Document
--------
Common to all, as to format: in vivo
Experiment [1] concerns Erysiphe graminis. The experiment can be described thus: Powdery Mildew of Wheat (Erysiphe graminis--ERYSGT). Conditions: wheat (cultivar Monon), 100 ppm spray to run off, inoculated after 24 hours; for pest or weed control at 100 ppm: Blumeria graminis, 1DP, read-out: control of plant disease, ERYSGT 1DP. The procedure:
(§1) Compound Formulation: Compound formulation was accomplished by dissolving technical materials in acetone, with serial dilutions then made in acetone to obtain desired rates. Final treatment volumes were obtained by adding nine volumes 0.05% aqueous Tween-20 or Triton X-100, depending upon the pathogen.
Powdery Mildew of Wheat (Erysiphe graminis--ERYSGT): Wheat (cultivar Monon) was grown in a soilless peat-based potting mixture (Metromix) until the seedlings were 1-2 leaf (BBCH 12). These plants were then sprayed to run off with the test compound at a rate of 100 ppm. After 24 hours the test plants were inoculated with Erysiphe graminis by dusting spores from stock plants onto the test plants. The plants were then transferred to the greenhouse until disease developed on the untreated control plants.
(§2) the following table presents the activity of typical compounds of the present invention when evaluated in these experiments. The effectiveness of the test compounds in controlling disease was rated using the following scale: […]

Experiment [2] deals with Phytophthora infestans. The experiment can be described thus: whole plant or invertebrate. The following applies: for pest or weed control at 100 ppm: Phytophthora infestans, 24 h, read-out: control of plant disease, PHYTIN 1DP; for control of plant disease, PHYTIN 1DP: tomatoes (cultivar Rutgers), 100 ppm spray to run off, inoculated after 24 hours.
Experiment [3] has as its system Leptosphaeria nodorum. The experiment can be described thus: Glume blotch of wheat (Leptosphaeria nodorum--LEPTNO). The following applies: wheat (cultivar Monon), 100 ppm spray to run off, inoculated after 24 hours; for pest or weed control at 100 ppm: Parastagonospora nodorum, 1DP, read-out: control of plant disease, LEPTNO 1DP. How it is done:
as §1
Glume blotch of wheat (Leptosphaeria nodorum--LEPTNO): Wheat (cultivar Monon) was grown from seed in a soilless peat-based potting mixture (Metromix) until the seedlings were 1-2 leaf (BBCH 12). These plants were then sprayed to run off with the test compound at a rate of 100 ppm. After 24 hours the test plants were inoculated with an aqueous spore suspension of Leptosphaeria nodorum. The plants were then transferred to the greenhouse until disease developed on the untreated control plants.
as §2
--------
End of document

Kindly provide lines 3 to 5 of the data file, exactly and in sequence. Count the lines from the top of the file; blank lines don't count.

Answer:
(§1) Compound Formulation: Compound formulation was accomplished by dissolving technical materials in acetone, with serial dilutions then made in acetone to obtain desired rates. Final treatment volumes were obtained by adding nine volumes 0.05% aqueous Tween-20 or Triton X-100, depending upon the pathogen.
Powdery Mildew of Wheat (Erysiphe graminis--ERYSGT): Wheat (cultivar Monon) was grown in a soilless peat-based potting mixture (Metromix) until the seedlings were 1-2 leaf (BBCH 12). These plants were then sprayed to run off with the test compound at a rate of 100 ppm. After 24 hours the test plants were inoculated with Erysiphe graminis by dusting spores from stock plants onto the test plants. The plants were then transferred to the greenhouse until disease developed on the untreated control plants.
(§2) the following table presents the activity of typical compounds of the present invention when evaluated in these experiments. The effectiveness of the test compounds in controlling disease was rated using the following scale: […]